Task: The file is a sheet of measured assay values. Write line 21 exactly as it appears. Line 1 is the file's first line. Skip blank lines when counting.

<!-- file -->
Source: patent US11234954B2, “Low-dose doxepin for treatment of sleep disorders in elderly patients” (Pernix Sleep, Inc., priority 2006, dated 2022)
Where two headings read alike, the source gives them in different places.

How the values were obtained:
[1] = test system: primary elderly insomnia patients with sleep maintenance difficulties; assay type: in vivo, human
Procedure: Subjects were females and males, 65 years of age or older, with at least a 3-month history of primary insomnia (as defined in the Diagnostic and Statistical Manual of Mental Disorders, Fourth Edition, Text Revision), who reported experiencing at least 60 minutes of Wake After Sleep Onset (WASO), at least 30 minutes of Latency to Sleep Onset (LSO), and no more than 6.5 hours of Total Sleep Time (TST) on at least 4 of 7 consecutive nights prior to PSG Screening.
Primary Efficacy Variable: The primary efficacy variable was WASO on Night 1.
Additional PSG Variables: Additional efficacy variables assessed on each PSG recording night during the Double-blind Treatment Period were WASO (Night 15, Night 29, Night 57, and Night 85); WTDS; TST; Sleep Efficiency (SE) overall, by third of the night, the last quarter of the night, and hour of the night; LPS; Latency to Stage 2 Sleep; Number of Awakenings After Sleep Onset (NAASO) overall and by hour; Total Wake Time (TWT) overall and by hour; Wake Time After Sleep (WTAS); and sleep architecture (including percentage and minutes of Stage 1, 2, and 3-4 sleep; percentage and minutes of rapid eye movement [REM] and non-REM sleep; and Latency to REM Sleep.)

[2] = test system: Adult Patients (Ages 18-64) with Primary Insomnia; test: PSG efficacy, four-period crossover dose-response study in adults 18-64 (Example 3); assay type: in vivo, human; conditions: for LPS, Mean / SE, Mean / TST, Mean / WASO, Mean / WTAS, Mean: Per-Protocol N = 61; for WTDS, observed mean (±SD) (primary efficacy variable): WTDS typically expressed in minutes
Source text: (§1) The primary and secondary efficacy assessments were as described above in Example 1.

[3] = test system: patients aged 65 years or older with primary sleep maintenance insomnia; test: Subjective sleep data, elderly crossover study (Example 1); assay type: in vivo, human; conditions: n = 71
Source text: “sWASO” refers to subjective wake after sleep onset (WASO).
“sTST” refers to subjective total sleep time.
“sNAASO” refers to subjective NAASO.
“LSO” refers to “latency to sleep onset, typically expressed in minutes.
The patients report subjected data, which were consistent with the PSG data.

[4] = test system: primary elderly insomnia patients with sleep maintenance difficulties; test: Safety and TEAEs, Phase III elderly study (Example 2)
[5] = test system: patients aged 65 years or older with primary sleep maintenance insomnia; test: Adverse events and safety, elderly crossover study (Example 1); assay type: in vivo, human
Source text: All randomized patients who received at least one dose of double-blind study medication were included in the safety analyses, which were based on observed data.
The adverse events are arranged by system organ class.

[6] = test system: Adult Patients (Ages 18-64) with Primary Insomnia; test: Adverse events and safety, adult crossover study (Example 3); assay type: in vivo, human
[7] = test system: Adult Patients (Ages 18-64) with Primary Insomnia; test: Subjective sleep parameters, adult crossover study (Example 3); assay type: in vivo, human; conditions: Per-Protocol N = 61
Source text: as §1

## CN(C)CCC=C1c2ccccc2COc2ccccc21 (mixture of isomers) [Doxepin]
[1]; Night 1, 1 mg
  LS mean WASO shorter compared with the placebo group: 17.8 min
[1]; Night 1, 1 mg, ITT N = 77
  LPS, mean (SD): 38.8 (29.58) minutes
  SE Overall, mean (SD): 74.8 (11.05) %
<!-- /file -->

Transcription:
[7] = test system: Adult Patients (Ages 18-64) with Primary Insomnia; test: Subjective sleep parameters, adult crossover study (Example 3); assay type: in vivo, human; conditions: Per-Protocol N = 61